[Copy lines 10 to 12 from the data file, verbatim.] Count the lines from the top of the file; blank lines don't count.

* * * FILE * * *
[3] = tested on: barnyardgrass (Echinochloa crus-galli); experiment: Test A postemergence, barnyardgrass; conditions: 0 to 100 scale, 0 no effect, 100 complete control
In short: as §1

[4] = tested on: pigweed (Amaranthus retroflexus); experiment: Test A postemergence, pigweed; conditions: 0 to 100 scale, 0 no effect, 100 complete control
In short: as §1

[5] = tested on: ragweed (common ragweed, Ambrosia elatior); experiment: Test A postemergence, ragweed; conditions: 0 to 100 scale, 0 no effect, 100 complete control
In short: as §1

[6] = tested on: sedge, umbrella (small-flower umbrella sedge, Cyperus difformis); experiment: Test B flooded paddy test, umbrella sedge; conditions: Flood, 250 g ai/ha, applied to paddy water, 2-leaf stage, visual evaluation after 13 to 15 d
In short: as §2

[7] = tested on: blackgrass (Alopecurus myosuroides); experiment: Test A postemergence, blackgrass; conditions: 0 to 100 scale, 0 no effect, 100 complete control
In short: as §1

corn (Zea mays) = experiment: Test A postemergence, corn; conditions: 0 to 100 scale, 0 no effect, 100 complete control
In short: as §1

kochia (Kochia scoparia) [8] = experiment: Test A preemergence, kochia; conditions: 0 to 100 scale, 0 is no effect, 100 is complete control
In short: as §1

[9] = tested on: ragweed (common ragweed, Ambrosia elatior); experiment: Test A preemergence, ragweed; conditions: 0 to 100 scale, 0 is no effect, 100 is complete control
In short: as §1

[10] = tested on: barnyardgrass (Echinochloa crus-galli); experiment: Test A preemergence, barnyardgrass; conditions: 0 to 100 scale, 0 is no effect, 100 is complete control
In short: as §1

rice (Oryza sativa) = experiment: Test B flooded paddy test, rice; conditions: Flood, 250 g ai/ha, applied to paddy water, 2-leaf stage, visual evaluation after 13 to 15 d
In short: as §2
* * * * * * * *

In short: as §1

corn (Zea mays) = experiment: Test A postemergence, corn; conditions: 0 to 100 scale, 0 no effect, 100 complete control
In short: as §1